Scientists just took a major step forward in understanding Alzheimer's
Alzheimer's is a terrible disease that is slowly damaging the brains of an estimated 5.3 million Americans, most of them over age 65, according to the Alzheimer's Association.
Scientists know that a protein called amyloid builds up in the brains of people with Alzheimer's, and the clumps of amyloid are likely responsible for the brain damage that makes people with the disease lose their memory, become disoriented in time and space, and have other thinking, mood, and behavioral problems.
Until now, scientists had pieced together what they know about how Alzheimer's progresses by comparing people at different stages of the disease to each other.
But to really verify what scientists think is going on — particularly the relationship between amyloid and the development of Alzheimer's symptoms — scientists would need to closely follow the disease's progression from the very beginning in individuals. That's been very difficult, in part, because usually by the time someone is showing symptoms, the disease is already well underway.
A new paper from Wai-Ying Wendy Yau and colleagues at the University of Pittsburgh, published in The Lancet Neurology, is just the sort of study of individuals with Alzheimer's that scientists had been missing. The experiment is very small and the findings are preliminary, but the study's design allowed scientists to examine the progression of disease more closely than ever before.
Tracking changes in the brain
The new study followed seven individuals who had genetic mutations that are all but guaranteed to cause Alzheimer's; they're responsible for less than 5% of cases. Alzheimer's has a complex and partially unknown matrix of causes, but following this subset of patients let researchers track people they knew would eventually develop the disease, even before they were symptomatic.
Over a period of between six to eleven years, the scientists measured the amount of amyloid collecting in the brain of each patient, the extent of their brain damage, and their scores on a test of brain function. With this information, the scientists could track how Alzheimer's progressed in an individual patient for a longer period of time than they ever have before.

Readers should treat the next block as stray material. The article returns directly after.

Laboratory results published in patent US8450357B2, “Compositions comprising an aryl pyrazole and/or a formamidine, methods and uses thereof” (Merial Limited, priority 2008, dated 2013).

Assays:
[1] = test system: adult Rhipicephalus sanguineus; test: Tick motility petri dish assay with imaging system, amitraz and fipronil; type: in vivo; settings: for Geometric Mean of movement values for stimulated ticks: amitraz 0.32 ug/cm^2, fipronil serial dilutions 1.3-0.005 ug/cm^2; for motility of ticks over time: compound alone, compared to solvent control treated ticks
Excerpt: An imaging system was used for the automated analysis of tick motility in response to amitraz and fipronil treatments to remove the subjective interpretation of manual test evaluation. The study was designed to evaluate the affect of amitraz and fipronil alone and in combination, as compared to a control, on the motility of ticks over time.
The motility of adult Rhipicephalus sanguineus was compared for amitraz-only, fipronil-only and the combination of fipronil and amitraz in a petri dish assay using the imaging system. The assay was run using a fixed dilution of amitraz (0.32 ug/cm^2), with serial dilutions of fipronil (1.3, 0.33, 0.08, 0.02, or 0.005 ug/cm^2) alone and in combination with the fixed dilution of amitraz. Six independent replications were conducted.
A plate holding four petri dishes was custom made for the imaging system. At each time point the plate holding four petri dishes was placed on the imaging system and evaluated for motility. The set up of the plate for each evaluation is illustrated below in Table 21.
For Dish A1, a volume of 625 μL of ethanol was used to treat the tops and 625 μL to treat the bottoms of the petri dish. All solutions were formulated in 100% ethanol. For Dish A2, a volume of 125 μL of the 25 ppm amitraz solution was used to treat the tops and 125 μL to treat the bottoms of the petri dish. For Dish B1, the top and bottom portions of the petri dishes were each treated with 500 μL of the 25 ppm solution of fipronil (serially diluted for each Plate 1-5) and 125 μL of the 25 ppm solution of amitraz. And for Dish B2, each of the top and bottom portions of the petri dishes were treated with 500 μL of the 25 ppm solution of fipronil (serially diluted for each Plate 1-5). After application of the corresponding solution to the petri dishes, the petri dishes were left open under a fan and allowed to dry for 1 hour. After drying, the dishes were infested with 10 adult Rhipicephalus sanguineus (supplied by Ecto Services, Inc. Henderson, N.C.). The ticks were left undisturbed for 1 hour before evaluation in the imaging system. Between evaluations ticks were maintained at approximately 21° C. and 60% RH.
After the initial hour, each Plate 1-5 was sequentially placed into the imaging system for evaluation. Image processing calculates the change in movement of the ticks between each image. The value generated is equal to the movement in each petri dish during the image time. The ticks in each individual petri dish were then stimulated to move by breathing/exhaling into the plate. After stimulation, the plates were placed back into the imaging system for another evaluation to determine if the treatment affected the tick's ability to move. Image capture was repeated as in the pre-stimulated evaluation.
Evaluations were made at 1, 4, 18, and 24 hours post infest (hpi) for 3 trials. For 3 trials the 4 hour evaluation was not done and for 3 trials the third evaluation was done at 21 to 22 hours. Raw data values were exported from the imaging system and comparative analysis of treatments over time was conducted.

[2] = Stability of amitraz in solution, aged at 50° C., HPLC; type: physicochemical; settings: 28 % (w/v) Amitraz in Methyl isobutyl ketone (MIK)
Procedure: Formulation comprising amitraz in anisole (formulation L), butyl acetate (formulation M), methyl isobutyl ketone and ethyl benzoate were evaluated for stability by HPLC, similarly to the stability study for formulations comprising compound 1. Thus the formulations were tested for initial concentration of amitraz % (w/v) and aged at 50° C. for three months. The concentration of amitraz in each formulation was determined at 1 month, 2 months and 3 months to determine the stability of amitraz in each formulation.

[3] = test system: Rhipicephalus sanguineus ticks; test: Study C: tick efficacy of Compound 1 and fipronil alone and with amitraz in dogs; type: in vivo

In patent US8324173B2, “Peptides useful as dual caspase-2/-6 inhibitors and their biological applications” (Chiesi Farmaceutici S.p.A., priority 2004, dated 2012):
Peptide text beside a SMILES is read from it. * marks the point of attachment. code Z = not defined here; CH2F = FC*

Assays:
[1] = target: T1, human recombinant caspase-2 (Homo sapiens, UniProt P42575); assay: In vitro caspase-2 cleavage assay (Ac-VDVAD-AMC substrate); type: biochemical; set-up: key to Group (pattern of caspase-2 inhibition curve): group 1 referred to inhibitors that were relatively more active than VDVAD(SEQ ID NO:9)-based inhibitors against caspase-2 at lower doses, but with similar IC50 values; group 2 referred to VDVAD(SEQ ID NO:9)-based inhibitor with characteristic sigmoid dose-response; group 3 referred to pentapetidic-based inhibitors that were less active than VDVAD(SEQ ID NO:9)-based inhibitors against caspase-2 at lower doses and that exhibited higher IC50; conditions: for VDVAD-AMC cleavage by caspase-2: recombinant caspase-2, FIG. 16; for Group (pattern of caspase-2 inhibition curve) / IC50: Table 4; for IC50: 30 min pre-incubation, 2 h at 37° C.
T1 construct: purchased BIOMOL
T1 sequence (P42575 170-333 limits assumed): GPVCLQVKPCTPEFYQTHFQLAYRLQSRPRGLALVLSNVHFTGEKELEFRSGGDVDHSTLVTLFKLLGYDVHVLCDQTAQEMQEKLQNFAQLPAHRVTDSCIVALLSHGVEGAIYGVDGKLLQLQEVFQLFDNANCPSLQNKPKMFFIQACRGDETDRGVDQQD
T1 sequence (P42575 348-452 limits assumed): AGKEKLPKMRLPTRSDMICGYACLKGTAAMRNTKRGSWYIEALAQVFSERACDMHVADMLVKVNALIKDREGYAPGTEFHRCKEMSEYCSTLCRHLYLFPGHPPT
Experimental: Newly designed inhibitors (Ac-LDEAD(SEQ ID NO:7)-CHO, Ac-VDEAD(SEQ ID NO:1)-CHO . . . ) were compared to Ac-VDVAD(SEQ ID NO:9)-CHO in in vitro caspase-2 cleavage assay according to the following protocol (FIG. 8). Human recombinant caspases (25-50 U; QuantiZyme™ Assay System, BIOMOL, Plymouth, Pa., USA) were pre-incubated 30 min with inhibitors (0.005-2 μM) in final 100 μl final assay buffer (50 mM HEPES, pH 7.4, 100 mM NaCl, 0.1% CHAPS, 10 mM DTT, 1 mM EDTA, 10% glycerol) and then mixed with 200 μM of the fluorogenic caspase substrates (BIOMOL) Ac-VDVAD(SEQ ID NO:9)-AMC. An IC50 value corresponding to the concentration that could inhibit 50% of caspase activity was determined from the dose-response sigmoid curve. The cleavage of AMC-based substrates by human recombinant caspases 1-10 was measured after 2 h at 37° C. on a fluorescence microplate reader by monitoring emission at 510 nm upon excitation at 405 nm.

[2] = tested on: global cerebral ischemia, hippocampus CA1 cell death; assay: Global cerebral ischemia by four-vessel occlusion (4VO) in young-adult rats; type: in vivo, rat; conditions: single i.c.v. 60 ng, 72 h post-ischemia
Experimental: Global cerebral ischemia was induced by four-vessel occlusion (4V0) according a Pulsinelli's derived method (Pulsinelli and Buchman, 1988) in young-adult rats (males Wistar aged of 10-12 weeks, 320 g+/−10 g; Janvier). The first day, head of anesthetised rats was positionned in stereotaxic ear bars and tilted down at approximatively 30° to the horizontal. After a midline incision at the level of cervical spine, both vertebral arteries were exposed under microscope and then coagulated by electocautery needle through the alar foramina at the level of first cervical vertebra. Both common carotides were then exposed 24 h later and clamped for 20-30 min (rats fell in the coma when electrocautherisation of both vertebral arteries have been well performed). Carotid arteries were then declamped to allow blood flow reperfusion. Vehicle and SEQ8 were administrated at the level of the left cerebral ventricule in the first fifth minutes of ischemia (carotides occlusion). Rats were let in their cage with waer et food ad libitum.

The graph below summarizes what they found.
The red line represents amyloid building up in the brain, which increases over time. The green and blue lines stand for two different factors that reflect the neurodegeneration, or progressive brain damage, Alzheimer's causes. As they go up, that indicates the brain is getting more and more damaged. The graph's purple line is for a measure of cognition, and the way it goes up shows when in the course of Alzheimer's disease a person's ability to think and remember gets worse:
Here's what all that means: Many years before any symptoms of Alzheimer's show up, amyloid has already begun to build up in the brain. Progressive brain damage and the various symptoms of the disease only show up after the amount of amyloid in the brain has stabilized.
In other words, the scientists saw Alzheimer's progressing in three stages:
- Amyloid builds up gradually.
- Amyloid stops building up, but what's already in the brain doesn't go away.
- Gradual brain damage starts and causes the symptoms of Alzheimer's like memory loss and confusion.
Previously, scientists had basically thought stages 1 and 3 overlapped, with no stage 2 separating them.
Caveats and next steps
(Photo credit Lawrence Berkeley National Laboratory)
The scientists note that these findings need to be verified in a study of more patients (they only looked at seven in this experiment). Furthermore, it's not a given that Alzheimer's disease progresses the same way in people with the mutations as it does in the general public.
But this study is a step towards being able to detect Alzheimer's early and monitor how it progresses more reliably than we can now, Giovanni Frisoni and Pieter Jelle Visser write in a commentary on the paper in The Lancet Neurology.
This would be really helpful in the search for a treatment for the disease, because when scientists can monitor disease progression during a clinical trial, they know sooner whether the treatment being tested is actually working. To be able to do that, they need a clear picture of how the disease progresses when it's not treated.
An effective treatment for Alzheimer's is still likely a long way off, but this crucial step in understanding the disease is, as Frisoni and Visser say, "much needed."
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